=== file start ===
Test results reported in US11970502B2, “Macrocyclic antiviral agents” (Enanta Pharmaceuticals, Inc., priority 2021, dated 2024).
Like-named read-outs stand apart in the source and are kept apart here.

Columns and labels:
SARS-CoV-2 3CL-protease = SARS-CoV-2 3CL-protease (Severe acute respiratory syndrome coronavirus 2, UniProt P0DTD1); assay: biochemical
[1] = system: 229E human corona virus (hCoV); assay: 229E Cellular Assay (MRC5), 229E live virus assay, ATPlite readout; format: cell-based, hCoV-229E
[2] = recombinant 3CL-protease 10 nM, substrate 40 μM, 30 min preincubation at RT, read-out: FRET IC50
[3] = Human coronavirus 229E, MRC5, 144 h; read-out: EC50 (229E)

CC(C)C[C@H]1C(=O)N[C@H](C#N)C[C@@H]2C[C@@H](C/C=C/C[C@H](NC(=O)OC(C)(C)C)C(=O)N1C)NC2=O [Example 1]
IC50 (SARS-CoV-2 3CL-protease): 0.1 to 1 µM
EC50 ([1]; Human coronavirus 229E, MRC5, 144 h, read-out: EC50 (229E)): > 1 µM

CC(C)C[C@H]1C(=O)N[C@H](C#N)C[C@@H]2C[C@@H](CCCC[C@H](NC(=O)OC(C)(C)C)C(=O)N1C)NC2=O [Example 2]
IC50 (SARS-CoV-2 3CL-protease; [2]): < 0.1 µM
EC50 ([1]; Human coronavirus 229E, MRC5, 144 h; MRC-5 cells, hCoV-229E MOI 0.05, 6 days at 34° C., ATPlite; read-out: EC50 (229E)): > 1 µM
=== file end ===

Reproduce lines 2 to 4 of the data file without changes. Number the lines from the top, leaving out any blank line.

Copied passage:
Like-named read-outs stand apart in the source and are kept apart here.

Columns and labels:
SARS-CoV-2 3CL-protease = SARS-CoV-2 3CL-protease (Severe acute respiratory syndrome coronavirus 2, UniProt P0DTD1); assay: biochemical